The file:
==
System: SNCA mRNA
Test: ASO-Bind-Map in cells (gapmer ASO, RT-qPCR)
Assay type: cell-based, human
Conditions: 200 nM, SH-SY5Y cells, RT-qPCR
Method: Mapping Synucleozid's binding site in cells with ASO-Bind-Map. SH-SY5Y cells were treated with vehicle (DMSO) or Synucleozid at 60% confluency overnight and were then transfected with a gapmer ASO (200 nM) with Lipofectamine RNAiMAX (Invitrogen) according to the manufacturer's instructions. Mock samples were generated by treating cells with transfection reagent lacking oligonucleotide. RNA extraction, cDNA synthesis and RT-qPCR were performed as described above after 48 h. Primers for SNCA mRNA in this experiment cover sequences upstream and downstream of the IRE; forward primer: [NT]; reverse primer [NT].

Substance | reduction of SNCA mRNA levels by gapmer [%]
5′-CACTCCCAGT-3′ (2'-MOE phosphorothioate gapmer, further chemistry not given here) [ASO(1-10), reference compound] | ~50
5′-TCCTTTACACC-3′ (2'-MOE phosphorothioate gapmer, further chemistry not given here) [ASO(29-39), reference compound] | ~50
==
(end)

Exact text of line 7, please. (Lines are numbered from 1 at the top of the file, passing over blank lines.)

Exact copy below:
5′-CACTCCCAGT-3′ (2'-MOE phosphorothioate gapmer, further chemistry not given here) [ASO(1-10), reference compound] | ~50